Gas Spill on Lawn

Lawn damaged by gasoline spill. Photo:

Question: I was filling my lawn mower with gas the other day and accidentally spilled some on the lawn. Now there’s a dead patch. What should I do?

Lucas Shand

Answer: First, of course, you should never fill your lawn mower’s gas tank (or that of any other power tool, for that matter), on a lawn. Move it to a driveway or other inert surface where spills can be mopped with a few old rags. Accidents happened so easily!

This gas can claims to be spill-proof … but still, don’t use it on a lawn! Photo: SureCan

And there actually are spill-proof gas cans that greatly reduce the risk of a spill, but even so, you should still never fill a gas tank on a lawn.

A few drops of gasoline falling on a lawn won’t do any damage, but obviously enough spilled on the lawn in your case to kill the grass.

Replace damaged lawn with fresh soil, then overseed. Photo:

Much of the gas will evaporate and microbes in the soil will eventually digest the rest, but rather than wait a year or so for the grass to fill in on its own, dig out the dead patch to a depth of about 2 inches (5 cm) and replace with fresh soil, then overseed with quality grass seed. (?Helpful hint: consider using low-maintenance lawn seed.) Water regularly as the new grass sprouts. Within a month, the damage should no longer be visible. 

Garden writer and blogger, author of more than 60 gardening books, the laidback gardener, Larry Hodgson, lives and gardens in Quebec City, Canada. The Laidback Gardener blog offers more than 2,500 articles to passionate home gardeners, always with the goal of demystifying gardening and making it easier for even novice gardeners. If you have a gardening question, enter it in Search: the answer is probably already there!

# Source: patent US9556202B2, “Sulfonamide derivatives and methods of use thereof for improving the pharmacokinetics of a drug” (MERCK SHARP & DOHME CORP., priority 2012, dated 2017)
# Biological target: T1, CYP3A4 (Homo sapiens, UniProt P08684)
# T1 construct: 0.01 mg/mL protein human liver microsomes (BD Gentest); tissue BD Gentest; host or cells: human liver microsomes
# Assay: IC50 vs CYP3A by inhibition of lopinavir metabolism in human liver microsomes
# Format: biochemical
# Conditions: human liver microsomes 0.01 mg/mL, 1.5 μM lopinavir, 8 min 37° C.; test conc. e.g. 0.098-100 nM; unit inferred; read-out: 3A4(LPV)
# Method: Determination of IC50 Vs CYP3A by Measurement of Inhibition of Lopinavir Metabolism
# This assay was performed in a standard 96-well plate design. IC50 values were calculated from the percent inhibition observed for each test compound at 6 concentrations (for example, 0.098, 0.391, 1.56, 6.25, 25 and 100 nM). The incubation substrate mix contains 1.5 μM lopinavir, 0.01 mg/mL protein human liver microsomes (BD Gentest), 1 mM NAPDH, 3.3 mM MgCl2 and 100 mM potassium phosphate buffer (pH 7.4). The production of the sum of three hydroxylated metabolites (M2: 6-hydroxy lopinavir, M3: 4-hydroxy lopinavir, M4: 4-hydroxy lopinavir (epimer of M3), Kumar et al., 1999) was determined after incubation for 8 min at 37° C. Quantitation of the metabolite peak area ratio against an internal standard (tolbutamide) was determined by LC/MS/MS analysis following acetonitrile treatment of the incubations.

5 comments on “Gas Spill on Lawn

  1. connie l bennett

    I had a 5 gal bucket of gasoline lose its lid in a storm and the gas over flowed into my yard. Now I’ve noticed that lots of the leaves in my Bradford Pear are turned dark brown. Dead. Is this from the fuel and what can I do to stop it from killing the tree?

    • You can only water thoroughly to rince out any remaining fuel. then give the tree time to recuperate. It might go well, or it mighty not.

  2. We had lots of wind s few days ago. I was just in the back yard checking furniture and noticed a can of gasoline that was covered ended up spilling on the dirt and I noticed the above ground cap to the septic tank was off? ( this part looks suspicious). if someone poured some gas in there?what to do? And what could happen? Or if an accident? Either way not sure if how much or any got in there?

    • Honestly, if I were you, I’d check with your local municipality, maybe the fire department. I can’t imagine this is anything but a coincidence, but you might want to check it out.

  3. Arborists are often instructed to fill their saws over bare soil or ground cover so that they do not stain pavement with bar oil, or gasoline that contains engine oil. I prefer that they do it on the chipper hopper, where any spill will get whisked away by debris.

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